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Federal Reserve Private Information and the Behavior of Interest Rates

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  • Christina D. Romer
  • David H. Romer

Abstract

Many authors argue that asymmetric information between the Federal Reserve and the public is important to the conduct and the effects of monetary policy. This paper tests for the existence of such asymmetric information by examining Federal Reserve and commercial inflation forecasts. We demonstrate that the Federal Reserve has considerable information about inflation beyond what is known to commercial forecasters. We also provide evidence that monetary policy actions provide signals of the Federal Reserve's private information and that commercial forecasters modify their forecasts in response to those signals. These findings may explain why long-term interest rates typically rise in response to shifts to tighter monetary policy.

Suggested Citation

  • Christina D. Romer & David H. Romer, 1996. "Federal Reserve Private Information and the Behavior of Interest Rates," NBER Working Papers 5692, National Bureau of Economic Research, Inc.
  • Handle: RePEc:nbr:nberwo:5692
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    References listed on IDEAS

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    Citations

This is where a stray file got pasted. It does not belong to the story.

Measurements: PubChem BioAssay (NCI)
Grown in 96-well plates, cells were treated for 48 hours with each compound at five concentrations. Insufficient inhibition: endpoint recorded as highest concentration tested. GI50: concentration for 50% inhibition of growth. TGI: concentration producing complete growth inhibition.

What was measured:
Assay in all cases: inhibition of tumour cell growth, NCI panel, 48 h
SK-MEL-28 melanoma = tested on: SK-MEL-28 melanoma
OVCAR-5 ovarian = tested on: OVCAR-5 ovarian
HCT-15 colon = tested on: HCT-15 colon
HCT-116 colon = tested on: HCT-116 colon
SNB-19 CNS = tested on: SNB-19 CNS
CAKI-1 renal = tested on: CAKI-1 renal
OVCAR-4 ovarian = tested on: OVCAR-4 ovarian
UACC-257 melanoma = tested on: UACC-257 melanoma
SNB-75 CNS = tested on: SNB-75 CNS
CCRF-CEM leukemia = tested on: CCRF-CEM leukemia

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    Cited by:

    1. Marvin J. Barth III & Valerie A. Ramey, 2002. "The Cost Channel of Monetary Transmission," NBER Chapters, in: NBER Macroeconomics Annual 2001, Volume 16, pages 199-256, National Bureau of Economic Research, Inc.
    2. Athanasios Orphanides, 2001. "Monetary Policy Rules Based on Real-Time Data," American Economic Review, American Economic Association, vol. 91(4), pages 964-985, September.
    3. Reifschneider, David L. & Stockton, David J. & Wilcox, David W., 1997. "Econometric models and the monetary policy process," Carnegie-Rochester Conference Series on Public Policy, Elsevier, vol. 47(1), pages 1-37, December.
    4. Bharat Barot, 2004. "How accurate are the Swedish forecasters on GDB-Growth, CPI-inflation and unemployment? (1993 - 2001)," Brussels Economic Review, ULB -- Universite Libre de Bruxelles, vol. 47(2), pages 249-278.
    5. Geraats, Petra M., 2000. "Why Adopt Transparency? The Publication of Central Bank Forecasts," Center for International and Development Economics Research, Working Paper Series qt0hw7h7cp, Center for International and Development Economics Research, Institute for Business and Economic Research, UC Berkeley.
    6. Kevin L. Kliesen & Frank A. Schmid, 2004. "Do productivity growth, budget deficits, and monetary policy actions affect real interest rates? evidence from macroeconomic announcement data," Working Papers 2004-019, Federal Reserve Bank of St. Louis.
    7. Artis, Michael J & Mizen, Paul & Kontolemis, Zenon, 1998. "Inflation Targeting: What Can the ECB Learn from the Recent Experience of the Bank of England?," Economic Journal, Royal Economic Society, vol. 108(451), pages 1810-1825, November.